With Croke Park unavailable due to pitch repairs, the CCCC took the decision to play the Division One league final between Derry and Kerry at the 10,000-capacity Parnell Park. The second division decider between Dublin and Westmeath will take place in Navan on the Saturday evening.
“It’s doing an injustice to Allianz and their sponsorship,” said Crozier who contrasted this weekend’s fixture list with the decision last year to have Dublin and Tyrone to open the league under lights at a full Croke Park.
“I don’t see any reason why it couldn’t have been a double header in Croke Park with ourselves and Kerry and Dublin and Westmeath. It would have been nearly a full house.”
Croke Park was never an option. The stadium has been closed for repairs to the pitch since March 18 and will not reopen for business until May 18 for a Leinster football championship double-header.
The GAA has consistently reasoned that, after a heavy period of use in the first three months of the year, the surface at the ground was in urgent need of extensive work but Crozier is adamant that the league has not been shown due respect.
“That day was set in stone from day one, April 27, the National League finals. The GAA should have taken that into account. I don’t know why Croke Park is closed. We can have rugby and soccer and pop concerts in it but our players want to play in Croke Park. There is all this talk about keeping the grassroots happy. Our players would have loved to play in Croke Park.”
Kerry manager Pat O’Shea had his own issues with the logistics.
“The venues may have been done better,” he said. “There were a couple of very attractive venues and the pairings could have been different. We had no issue with going to Croke Park or Portlaoise for a double header with Dublin and Westmeath. If we are going to Parnell Park for quarter past two to avoid the rugby game it’s not exactly helping supporters to travel. Putting on a 3.30pm game would have been the same difference. A 2.15pm game doesn’t change the situation.”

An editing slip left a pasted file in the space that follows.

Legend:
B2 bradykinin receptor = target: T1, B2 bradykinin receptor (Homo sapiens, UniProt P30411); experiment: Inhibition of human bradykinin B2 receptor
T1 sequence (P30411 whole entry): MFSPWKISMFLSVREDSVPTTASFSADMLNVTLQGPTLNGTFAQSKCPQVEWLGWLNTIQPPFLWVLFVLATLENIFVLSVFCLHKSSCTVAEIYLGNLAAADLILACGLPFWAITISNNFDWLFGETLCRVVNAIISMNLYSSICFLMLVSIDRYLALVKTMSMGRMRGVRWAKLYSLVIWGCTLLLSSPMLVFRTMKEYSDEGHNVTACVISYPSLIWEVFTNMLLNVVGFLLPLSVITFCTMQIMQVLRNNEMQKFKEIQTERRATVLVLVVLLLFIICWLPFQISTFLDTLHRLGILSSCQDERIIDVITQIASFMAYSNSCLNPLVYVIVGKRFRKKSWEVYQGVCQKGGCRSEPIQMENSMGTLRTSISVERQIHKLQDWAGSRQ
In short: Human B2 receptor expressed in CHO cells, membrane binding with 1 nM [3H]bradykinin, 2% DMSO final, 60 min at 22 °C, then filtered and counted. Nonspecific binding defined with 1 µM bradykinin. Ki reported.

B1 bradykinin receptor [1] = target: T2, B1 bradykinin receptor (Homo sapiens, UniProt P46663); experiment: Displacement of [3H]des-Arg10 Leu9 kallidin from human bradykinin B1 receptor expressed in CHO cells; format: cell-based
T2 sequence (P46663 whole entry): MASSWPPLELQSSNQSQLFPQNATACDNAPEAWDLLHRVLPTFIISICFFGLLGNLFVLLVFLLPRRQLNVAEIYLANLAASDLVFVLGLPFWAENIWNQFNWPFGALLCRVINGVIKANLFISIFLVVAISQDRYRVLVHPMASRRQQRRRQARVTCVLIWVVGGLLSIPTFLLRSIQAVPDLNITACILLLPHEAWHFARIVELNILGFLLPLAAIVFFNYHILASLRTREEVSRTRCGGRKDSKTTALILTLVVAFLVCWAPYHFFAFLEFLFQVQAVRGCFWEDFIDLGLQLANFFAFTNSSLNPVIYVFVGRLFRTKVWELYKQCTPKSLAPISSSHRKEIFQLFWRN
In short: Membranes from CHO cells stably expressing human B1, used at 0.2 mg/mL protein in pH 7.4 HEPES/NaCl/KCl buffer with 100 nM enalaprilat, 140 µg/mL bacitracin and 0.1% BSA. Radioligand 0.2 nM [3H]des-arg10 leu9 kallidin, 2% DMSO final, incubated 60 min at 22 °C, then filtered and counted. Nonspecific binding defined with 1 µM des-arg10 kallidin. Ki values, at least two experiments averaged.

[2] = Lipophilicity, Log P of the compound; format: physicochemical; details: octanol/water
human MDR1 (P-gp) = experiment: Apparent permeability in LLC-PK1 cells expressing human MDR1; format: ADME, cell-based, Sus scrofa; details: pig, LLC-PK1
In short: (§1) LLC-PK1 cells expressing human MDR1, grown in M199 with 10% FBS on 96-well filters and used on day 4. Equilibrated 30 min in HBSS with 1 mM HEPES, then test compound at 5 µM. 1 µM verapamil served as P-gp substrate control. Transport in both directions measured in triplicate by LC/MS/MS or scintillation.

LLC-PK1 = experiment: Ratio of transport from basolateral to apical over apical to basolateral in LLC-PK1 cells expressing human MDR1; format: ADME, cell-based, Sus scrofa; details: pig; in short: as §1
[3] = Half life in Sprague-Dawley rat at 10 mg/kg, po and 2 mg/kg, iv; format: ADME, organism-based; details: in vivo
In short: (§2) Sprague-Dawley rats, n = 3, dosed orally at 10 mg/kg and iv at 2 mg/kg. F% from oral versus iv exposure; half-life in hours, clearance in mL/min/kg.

O’Shea also admitted that the general perception among most supporters and many teams is that promotion and relegation, and not the prospect of a league final, are increasingly the be all and end all where the league is concerned. Kerry, he claims, is not one of those counties and he quashes the idea that any team playing this weekend will be somehow reigning themselves in with one eye on the summer.
“People asked about Donegal learning lessons from winning the title last year but everyone wants to win a national competition. I don’t think Derry are not going to want to win Sunday in order to get a good run in the championship. Logic doesn’t work that way. Getting a win Sunday would give them a great stepping stone to the championship. I’m sure Donegal would not give back their title if they could retrace their steps last year.”
Venues and timing aren’t the only factors pushing the Division One final down the week’s list of priorities.
Already shunted metaphorically into the shadows by Munster’s European appointment, the top tier decider was relegated to the sidelines quite literally again yesterday at the Radisson Hotel in Stillorgan. Press conference protocol would normally see the first division managers seated at the centre of the top table for such Q&As but, on this occasion, the pair hugged the extremities of the lineup. All attention was focused instead on Paul Caffrey.
One token question on venues aside, the first dozen minutes of yesterday’s launch were dominated by the Dublin-Meath fallout — a virtual eternity in the context of such occasions.
When he was finally asked, tongue firmly in cheek, if he was happy to approach the lengthening evenings so far under the radar, O’Shea opted to meet the query with a straight bat.
“The league has gone well for us. We really wanted to just be competitive this year as there were eight very strong teams in that division. We knew we would get seven very tough games, which is how it turned out. We lost two of those games, one to a last-minute goal and one to a last-minute point. Getting competitive games in the league is hugely important. The final has been a bonus. I felt that Galway and Derry were the two best teams in Division One but our win up in Galway has given us the opportunity to get to the league final. This is an opportunity to get an extra quality game under our belt before the championship.”
Derry certainly promise that. The Ulster side has been building up a head of steam and, fair play to Crozier, he isn’t one to talk his team down.
“We have to be All-Ireland challengers, there is no doubt about that,” he admitted when quizzed on their championship credentials. “We have brought through a number of minors from the All-Ireland team of 2002.
“We have a good mixture of youth and experience with seven or eight players who have been there a long time. Now is the time to step up. It’s important to beat one of the bigger teams like the Kerrys or Dublins in order to take that step forward.”